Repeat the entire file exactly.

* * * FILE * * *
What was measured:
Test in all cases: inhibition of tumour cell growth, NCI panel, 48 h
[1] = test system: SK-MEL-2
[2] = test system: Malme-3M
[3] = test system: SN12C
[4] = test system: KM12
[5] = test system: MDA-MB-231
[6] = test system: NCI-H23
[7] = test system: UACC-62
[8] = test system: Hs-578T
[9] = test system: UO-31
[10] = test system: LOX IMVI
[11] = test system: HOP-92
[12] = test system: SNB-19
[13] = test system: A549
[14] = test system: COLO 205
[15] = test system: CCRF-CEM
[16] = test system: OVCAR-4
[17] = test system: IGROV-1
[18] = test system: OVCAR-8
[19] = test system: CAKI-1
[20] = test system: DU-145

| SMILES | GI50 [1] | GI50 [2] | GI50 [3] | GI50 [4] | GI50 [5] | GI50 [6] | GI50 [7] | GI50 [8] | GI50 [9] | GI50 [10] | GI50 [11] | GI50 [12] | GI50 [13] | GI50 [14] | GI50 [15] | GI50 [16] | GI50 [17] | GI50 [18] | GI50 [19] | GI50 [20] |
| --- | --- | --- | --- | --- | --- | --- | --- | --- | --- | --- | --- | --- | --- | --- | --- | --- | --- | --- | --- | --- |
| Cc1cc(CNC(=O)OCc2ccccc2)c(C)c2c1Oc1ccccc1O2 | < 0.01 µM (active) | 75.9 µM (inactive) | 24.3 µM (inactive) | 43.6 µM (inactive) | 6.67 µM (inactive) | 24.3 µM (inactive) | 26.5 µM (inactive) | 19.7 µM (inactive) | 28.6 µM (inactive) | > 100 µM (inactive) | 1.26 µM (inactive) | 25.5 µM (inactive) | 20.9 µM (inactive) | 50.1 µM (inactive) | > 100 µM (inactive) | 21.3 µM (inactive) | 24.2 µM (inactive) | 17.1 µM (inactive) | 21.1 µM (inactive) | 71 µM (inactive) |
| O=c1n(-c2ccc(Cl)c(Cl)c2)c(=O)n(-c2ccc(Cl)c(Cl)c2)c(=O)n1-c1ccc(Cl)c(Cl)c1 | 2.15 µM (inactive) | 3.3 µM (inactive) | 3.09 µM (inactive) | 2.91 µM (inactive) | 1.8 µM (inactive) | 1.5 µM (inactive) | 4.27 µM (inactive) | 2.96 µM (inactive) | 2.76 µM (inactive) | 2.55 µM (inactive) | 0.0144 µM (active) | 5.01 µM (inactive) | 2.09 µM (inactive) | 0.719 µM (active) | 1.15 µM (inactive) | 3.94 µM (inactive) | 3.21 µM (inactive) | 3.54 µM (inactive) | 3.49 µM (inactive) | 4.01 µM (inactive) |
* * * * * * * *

What was measured:
Test in all cases: inhibition of tumour cell growth, NCI panel, 48 h
[1] = test system: SK-MEL-2
[2] = test system: Malme-3M
[3] = test system: SN12C
[4] = test system: KM12
[5] = test system: MDA-MB-231
[6] = test system: NCI-H23
[7] = test system: UACC-62
[8] = test system: Hs-578T
[9] = test system: UO-31
[10] = test system: LOX IMVI
[11] = test system: HOP-92
[12] = test system: SNB-19
[13] = test system: A549
[14] = test system: COLO 205
[15] = test system: CCRF-CEM
[16] = test system: OVCAR-4
[17] = test system: IGROV-1
[18] = test system: OVCAR-8
[19] = test system: CAKI-1
[20] = test system: DU-145

| SMILES | GI50 [1] | GI50 [2] | GI50 [3] | GI50 [4] | GI50 [5] | GI50 [6] | GI50 [7] | GI50 [8] | GI50 [9] | GI50 [10] | GI50 [11] | GI50 [12] | GI50 [13] | GI50 [14] | GI50 [15] | GI50 [16] | GI50 [17] | GI50 [18] | GI50 [19] | GI50 [20] |
| --- | --- | --- | --- | --- | --- | --- | --- | --- | --- | --- | --- | --- | --- | --- | --- | --- | --- | --- | --- | --- |
| Cc1cc(CNC(=O)OCc2ccccc2)c(C)c2c1Oc1ccccc1O2 | < 0.01 µM (active) | 75.9 µM (inactive) | 24.3 µM (inactive) | 43.6 µM (inactive) | 6.67 µM (inactive) | 24.3 µM (inactive) | 26.5 µM (inactive) | 19.7 µM (inactive) | 28.6 µM (inactive) | > 100 µM (inactive) | 1.26 µM (inactive) | 25.5 µM (inactive) | 20.9 µM (inactive) | 50.1 µM (inactive) | > 100 µM (inactive) | 21.3 µM (inactive) | 24.2 µM (inactive) | 17.1 µM (inactive) | 21.1 µM (inactive) | 71 µM (inactive) |
| O=c1n(-c2ccc(Cl)c(Cl)c2)c(=O)n(-c2ccc(Cl)c(Cl)c2)c(=O)n1-c1ccc(Cl)c(Cl)c1 | 2.15 µM (inactive) | 3.3 µM (inactive) | 3.09 µM (inactive) | 2.91 µM (inactive) | 1.8 µM (inactive) | 1.5 µM (inactive) | 4.27 µM (inactive) | 2.96 µM (inactive) | 2.76 µM (inactive) | 2.55 µM (inactive) | 0.0144 µM (active) | 5.01 µM (inactive) | 2.09 µM (inactive) | 0.719 µM (active) | 1.15 µM (inactive) | 3.94 µM (inactive) | 3.21 µM (inactive) | 3.54 µM (inactive) | 3.49 µM (inactive) | 4.01 µM (inactive) |